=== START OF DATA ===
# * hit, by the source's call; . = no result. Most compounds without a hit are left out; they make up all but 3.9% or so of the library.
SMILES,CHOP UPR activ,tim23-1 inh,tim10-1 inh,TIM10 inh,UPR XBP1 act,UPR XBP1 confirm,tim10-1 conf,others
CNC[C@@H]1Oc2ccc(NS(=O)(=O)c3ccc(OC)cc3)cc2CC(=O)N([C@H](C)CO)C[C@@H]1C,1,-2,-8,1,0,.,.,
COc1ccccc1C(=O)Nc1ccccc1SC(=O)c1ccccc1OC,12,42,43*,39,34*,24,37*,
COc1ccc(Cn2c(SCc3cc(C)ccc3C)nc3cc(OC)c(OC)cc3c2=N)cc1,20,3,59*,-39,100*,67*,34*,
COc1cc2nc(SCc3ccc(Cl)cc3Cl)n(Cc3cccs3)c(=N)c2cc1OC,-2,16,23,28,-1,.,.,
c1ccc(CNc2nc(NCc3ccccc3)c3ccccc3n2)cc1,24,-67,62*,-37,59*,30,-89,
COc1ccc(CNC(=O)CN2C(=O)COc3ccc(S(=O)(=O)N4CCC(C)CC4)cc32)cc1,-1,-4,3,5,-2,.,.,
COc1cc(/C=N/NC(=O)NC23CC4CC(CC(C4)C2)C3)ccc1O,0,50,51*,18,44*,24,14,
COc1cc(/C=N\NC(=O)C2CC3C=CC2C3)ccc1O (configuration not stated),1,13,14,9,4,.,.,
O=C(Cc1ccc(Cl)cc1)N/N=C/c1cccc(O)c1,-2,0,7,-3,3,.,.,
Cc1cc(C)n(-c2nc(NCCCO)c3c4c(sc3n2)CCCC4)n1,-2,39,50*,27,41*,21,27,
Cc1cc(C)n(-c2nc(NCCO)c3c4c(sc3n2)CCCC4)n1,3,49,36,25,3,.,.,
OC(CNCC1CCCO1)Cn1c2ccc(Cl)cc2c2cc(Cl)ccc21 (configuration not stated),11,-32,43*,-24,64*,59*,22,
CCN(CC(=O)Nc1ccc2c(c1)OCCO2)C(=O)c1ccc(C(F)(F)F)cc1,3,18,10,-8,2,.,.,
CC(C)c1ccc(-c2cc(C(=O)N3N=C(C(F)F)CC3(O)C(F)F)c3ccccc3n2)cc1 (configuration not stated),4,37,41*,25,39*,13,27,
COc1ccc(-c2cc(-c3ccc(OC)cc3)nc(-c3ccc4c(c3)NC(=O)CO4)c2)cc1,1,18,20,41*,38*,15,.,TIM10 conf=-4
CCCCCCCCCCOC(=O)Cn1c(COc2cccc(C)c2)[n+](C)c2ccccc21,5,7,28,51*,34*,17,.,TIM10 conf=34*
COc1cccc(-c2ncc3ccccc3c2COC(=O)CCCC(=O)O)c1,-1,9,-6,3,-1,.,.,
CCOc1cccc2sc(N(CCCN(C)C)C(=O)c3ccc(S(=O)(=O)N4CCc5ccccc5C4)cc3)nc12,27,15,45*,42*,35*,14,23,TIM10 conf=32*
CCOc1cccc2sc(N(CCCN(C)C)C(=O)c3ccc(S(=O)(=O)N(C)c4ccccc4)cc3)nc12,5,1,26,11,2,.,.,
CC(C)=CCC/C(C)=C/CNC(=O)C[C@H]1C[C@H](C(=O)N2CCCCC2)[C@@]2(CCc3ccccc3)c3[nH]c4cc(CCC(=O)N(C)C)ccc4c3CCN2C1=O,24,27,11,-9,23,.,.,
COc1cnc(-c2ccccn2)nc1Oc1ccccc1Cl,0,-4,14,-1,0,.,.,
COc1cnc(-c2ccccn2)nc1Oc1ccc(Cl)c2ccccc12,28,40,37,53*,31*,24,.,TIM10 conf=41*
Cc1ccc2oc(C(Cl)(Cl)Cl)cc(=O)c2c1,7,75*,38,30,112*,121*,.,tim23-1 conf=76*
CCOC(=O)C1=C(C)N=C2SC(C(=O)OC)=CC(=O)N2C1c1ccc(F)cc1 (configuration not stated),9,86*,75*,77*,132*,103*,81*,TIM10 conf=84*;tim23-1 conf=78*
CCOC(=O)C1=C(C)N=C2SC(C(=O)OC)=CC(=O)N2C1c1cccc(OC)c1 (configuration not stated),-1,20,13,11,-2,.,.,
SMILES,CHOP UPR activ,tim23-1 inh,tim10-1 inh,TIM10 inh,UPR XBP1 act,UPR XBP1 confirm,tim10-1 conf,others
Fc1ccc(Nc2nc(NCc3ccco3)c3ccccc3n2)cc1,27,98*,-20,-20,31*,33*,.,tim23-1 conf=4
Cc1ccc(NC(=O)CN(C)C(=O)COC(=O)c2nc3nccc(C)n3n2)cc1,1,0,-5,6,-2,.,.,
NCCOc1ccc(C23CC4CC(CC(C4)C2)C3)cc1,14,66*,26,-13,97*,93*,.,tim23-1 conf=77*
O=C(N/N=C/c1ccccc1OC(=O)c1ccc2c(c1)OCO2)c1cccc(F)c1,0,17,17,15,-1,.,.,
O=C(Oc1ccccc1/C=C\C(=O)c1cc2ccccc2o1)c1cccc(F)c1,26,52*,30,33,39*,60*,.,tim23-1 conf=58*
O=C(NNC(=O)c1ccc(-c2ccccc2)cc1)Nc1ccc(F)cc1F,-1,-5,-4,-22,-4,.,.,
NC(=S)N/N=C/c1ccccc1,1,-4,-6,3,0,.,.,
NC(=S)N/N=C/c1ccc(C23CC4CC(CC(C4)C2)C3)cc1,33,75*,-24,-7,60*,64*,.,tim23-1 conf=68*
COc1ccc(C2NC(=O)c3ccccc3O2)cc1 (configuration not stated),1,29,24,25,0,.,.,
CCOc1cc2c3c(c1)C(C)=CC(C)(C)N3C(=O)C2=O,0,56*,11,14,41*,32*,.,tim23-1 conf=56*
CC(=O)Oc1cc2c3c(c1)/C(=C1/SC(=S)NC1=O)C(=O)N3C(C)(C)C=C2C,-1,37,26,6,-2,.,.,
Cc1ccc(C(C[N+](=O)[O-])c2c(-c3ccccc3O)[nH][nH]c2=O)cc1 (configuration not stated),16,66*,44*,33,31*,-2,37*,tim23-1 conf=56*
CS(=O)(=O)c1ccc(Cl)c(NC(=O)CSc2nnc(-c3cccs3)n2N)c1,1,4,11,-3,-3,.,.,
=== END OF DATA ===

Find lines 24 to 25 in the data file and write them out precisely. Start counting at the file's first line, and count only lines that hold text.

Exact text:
COc1cnc(-c2ccccn2)nc1Oc1ccc(Cl)c2ccccc12,28,40,37,53*,31*,24,.,TIM10 conf=41*
Cc1ccc2oc(C(Cl)(Cl)Cl)cc(=O)c2c1,7,75*,38,30,112*,121*,.,tim23-1 conf=76*